President Barack Obama, flanked by Liberian President Ellen Johnson Sirleaf, left, and Guinean President Alpha Condé, speaks in the Cabinet Room of the White House in Washington, Wednesday, April 15, 2015, to discuss the progress made in the international Ebola response.
Manuel Balce Ceneta—AP
By Maya Rhodan
April 16, 2015
TIME Health
For more, visit TIME Health.

There were only 37 confirmed cases of Ebola last week, just a year after the deadly virus was spreading quickly across Western Africa. But key stakeholders in the effort to reduce the number of cases to zero said Thursday that success is not guaranteed.

“We are dealing now with the most difficult areas,” said Bruce Aylward, the assistant director-general of polio and emergencies at the World Health Organization. “We’re dealing with issues of fear, of trust with communities that have been marginalized. That have not been fully engaged.”

Alyward added, “These are issues that take time to resolve.” What’s more, the most affected areas are nearing their annual rainy season in April and May, which could exacerbate the disease’s spread. And, Alyward says, the eradication effort is running out of money.

“The only thing that’s falling faster than this graphic right here,” he said, holding up a chart that showed new confirmed cases, “is the one that shows you new financial contributions.”

The message on Thursday was clear: in the fight against Ebola, there’s no room for complacency. That’s not to say there hasn’t been progress. There has been a decline in new cases over the past several weeks and Liberia is inching closer to zero cases. In Sierra Leone, there were nine cases this past week and the week before. In Guinea, the situation is more mixed—there were 28 cases this week, up from 21 the week before. In an effort to keep numbers low, the government instituted a four-day stay-at-home policy in the most infected area so that teams can go to homes and share information.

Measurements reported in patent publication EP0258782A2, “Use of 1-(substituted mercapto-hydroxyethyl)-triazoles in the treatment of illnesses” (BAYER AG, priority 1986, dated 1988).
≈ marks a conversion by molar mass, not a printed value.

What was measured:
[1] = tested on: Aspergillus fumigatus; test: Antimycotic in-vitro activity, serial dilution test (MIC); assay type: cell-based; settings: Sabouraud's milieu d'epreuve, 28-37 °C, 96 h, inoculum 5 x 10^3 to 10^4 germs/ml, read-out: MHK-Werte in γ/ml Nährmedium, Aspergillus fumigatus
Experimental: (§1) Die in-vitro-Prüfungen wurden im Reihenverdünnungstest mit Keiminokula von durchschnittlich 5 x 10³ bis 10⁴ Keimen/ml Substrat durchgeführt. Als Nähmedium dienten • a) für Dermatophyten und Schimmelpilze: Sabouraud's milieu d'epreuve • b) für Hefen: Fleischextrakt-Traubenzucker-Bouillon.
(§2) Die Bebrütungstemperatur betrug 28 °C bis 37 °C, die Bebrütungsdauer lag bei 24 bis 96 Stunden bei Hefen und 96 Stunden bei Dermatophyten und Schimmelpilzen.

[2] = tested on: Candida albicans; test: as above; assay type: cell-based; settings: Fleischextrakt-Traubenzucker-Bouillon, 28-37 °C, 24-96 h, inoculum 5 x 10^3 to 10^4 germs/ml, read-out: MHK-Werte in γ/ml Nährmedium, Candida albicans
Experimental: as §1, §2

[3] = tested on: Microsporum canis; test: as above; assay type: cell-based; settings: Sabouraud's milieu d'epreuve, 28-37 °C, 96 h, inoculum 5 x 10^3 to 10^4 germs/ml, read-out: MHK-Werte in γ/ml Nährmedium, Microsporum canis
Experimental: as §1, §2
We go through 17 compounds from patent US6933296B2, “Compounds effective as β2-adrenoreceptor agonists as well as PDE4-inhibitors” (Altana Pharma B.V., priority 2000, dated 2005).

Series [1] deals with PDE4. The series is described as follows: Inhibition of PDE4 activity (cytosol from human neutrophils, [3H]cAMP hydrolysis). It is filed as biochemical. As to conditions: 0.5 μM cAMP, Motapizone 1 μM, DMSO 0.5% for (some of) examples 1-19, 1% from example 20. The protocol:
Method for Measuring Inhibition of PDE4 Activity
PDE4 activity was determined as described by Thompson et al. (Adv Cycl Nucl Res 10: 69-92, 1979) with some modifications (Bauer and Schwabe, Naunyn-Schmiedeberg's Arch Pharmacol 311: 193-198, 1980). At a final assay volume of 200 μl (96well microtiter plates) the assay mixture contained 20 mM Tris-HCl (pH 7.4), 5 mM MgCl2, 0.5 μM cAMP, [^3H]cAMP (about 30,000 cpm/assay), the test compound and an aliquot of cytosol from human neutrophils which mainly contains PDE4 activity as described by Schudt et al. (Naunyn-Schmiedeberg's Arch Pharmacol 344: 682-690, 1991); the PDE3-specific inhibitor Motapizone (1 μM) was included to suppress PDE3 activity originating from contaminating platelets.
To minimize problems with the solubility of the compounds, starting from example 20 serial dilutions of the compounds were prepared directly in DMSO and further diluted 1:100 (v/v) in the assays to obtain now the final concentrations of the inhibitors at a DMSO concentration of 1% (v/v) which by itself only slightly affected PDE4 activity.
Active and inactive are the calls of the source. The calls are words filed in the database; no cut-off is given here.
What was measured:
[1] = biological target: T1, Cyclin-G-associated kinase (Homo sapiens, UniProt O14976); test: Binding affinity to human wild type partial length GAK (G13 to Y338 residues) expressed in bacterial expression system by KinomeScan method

Alyward, who joined WHO Director General Margaret Chan and others for a roundtable briefing at the United Nations Foundation on Thursday, said it’s important to keep up the fight, because if a single case or contact is missed, the community will suffer the consequences.

That message was similar to one that President Obama reiterated before meeting with leaders from Sierra Leone, Liberia and Guinea at the White House on Wednesday. “We can’t be complacent. This virus is unpredictable,” Obama said. “We have to be vigilant, and the international community has to remain fully engaged in a partnership with these three countries until there are no cases of Ebola in these countries.”

Presidents from the three countries will also appear Friday with World Bank Group President Jim Yong Kim to discuss the continued effort to get to zero. The meetings and appearances on the Ebola effort come in the wake of a scathing New York Times report that said the U.S.’s response to the crisis was too much, too late. Few of the treatment centers the U.S. military spent resources and manpower to complete have been put to use, the report found.

David Nabarro, who has organized the UN’s response to Ebola, said Thursday the American response should be commended. “This immediate and rapid response by the U.S. to use military to build treatment centers was amazing,” he said. “Instead of feeling abandoned by the world, they felt there was a group who believed they were worth supporting.”

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